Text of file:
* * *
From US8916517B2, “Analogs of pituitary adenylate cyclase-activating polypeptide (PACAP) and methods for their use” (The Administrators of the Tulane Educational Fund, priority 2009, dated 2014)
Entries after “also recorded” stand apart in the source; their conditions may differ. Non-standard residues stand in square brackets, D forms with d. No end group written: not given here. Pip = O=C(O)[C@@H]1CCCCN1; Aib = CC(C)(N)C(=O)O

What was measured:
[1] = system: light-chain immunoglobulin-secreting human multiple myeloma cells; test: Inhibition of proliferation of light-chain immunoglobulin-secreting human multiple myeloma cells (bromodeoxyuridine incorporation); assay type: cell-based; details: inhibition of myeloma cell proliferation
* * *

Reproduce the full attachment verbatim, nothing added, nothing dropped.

From US8916517B2, “Analogs of pituitary adenylate cyclase-activating polypeptide (PACAP) and methods for their use” (The Administrators of the Tulane Educational Fund, priority 2009, dated 2014)
Entries after “also recorded” stand apart in the source; their conditions may differ. Non-standard residues stand in square brackets, D forms with d. No end group written: not given here. Pip = O=C(O)[C@@H]1CCCCN1; Aib = CC(C)(N)C(=O)O

What was measured:
[1] = system: light-chain immunoglobulin-secreting human multiple myeloma cells; test: Inhibition of proliferation of light-chain immunoglobulin-secreting human multiple myeloma cells (bromodeoxyuridine incorporation); assay type: cell-based; details: inhibition of myeloma cell proliferation